Using Social Media to Fix Transit That Fails

At Streetsblog Network member blog Planning Pool, this week is being billed as "Fail Week" — a full five days on "information about bad planning, lack of planning, and planning generally gone awry." We can’t wait to see what they’ll be doing. There’s certainly no shortage of potential topics.

Their first fail-related post actually has to do with a success of sorts — the use of Twitter to highlight problems in transit:

transitFail.jpgOne of the more complicated aspects of Twitter are hashtags. Hashtags are words preceded by the hash symbol, #, like #transitFAIL.
The purpose of a hashtag is to organize information and people. They are
often used to Tweet about current events, conferences, quotes,
activities, memes, and other things. Mashable has a good explanation about how they work.…

One of my favorite planning-related hashtags is #transitFAIL.
The purpose of #transitFAIL is to publicize where public transportation
fails its customers and users. It’s a particularly effective tool,
because you can use SMS messaging or use a web-enabled smartphone to
instantaneously tell the world about how transit just let you down.
Some smartphones can even take photos or videos and upload them to
Twitter, too.

Smart transit providers will use this feedback to improve their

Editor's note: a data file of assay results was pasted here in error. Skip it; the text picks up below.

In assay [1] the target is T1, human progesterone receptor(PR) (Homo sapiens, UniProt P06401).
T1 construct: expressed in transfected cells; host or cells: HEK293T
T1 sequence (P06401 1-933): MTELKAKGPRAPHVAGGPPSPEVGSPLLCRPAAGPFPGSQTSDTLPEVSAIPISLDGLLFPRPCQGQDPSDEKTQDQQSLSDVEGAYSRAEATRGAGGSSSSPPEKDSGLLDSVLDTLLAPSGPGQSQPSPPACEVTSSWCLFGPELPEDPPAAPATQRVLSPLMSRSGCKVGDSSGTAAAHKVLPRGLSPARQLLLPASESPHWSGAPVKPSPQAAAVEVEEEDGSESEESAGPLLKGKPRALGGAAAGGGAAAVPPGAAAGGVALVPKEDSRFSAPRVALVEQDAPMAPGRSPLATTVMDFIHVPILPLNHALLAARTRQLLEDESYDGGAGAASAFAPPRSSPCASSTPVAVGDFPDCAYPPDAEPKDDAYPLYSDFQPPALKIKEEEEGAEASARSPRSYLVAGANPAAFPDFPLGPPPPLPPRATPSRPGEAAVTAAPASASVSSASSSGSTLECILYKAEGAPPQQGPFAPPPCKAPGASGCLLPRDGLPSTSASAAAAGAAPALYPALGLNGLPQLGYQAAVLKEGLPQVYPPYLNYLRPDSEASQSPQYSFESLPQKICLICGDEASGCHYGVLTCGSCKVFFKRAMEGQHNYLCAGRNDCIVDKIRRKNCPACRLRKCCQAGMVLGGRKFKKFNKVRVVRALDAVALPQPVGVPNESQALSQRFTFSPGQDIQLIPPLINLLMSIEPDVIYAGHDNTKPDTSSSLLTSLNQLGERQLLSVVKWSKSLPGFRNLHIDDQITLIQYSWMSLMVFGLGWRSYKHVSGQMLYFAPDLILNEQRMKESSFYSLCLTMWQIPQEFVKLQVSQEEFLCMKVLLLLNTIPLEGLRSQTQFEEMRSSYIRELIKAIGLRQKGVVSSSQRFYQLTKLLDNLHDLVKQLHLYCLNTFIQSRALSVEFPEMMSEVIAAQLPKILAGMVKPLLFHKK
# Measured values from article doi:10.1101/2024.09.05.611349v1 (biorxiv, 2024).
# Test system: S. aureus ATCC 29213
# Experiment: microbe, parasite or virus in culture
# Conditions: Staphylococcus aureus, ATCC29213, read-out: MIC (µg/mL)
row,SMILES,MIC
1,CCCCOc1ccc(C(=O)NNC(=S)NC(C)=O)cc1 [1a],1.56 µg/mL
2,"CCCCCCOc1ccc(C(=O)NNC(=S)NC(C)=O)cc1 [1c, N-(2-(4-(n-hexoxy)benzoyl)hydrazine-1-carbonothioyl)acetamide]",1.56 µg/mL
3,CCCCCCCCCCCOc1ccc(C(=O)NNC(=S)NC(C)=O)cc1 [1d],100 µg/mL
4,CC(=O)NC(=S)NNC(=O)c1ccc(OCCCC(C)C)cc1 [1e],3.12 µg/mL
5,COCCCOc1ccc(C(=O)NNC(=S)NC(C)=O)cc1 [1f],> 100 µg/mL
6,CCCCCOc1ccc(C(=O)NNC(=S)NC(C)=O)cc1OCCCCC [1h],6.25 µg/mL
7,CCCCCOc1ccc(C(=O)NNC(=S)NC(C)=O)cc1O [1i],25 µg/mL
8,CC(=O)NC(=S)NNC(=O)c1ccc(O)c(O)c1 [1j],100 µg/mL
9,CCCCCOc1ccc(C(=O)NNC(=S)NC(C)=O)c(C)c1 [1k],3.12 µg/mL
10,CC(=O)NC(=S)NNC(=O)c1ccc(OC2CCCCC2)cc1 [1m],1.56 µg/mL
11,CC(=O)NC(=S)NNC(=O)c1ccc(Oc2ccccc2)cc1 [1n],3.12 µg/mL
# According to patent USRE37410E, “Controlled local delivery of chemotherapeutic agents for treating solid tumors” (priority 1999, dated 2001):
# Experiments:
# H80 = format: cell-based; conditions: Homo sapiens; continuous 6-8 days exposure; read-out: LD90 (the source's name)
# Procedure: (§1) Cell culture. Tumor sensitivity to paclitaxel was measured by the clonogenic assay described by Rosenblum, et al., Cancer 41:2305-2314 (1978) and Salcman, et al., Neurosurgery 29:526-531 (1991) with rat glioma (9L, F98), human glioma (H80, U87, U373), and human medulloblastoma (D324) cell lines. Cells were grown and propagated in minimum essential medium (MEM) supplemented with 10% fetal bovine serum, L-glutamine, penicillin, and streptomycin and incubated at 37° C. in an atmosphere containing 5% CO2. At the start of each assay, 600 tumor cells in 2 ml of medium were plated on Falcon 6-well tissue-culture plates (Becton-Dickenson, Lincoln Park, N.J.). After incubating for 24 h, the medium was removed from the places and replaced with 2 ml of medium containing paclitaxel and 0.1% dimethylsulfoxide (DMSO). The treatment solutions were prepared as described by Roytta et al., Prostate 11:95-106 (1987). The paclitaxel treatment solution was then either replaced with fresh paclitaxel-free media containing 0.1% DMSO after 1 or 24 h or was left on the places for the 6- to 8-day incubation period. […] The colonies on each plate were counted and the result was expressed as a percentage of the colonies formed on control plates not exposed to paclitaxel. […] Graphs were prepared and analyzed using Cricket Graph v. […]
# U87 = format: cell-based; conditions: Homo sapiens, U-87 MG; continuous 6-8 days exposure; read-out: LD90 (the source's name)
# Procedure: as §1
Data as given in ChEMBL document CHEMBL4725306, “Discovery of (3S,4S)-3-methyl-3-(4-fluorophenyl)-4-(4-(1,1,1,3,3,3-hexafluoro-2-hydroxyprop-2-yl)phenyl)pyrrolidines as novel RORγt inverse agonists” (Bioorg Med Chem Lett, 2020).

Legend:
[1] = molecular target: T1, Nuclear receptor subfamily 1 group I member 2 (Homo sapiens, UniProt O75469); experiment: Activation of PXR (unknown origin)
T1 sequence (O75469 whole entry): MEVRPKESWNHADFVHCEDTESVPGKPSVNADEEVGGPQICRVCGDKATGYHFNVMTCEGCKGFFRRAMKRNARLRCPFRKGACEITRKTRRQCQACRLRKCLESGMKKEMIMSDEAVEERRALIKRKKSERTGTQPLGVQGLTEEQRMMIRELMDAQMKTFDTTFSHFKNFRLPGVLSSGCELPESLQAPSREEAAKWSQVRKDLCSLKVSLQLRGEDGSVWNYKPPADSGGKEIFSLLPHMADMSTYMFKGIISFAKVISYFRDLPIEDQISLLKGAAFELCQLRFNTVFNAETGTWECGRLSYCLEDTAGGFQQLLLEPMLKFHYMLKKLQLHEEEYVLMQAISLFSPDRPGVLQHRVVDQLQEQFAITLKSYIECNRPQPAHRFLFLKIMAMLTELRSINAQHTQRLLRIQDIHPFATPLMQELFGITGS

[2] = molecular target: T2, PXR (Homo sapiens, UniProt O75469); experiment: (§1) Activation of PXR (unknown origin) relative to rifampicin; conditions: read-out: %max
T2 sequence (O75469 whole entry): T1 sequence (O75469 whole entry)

service and see where the problems are. I’d like to see transit
providers use Twitter to notify people about service changes or delays,
too.

I didn’t know about the #transitFAIL hashtag, but it’s a good idea (we actually used "transitfail" as a tag in Flickr when we were putting together this user-generated slide show on lousy transit). Some transit agencies are using Twitter for service delays as well — @NYCTSubwayScoop is an example. Will this ever evolve into standard practice? Should it? Or is the reach too narrow?

If you know of more good transit-related uses of Twitter, drop them in the comments.

Oh, and we’re @streetsblog, in case you want to follow us.

  • I actually think the more narrow tags are the more useful they can be. #transitFAIL is good as a complaint line, but something more narrow could be way more useful.

    For example, how about something like #transitdontgothere? People could tweet start positions, destinations, and time of day of desired trips that they couldn’t complete (or couldn’t complete within a reasonable time) by transit. Instead of just complaints, you now have a serious data set that transportation planners can use to find out where demand is for new lines. While it may be more fun to get riled up and see all the complaints roll through on your twitter feed, something specific like this can actually lead to concrete prescriptions for change.

    Of course whether or not those in power use it is another question. And that’s where #transitFAIL comes in!

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